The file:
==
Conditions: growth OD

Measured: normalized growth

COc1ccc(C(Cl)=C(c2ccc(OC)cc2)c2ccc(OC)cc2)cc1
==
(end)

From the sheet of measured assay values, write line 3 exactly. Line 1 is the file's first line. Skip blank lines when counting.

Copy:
COc1ccc(C(Cl)=C(c2ccc(OC)cc2)c2ccc(OC)cc2)cc1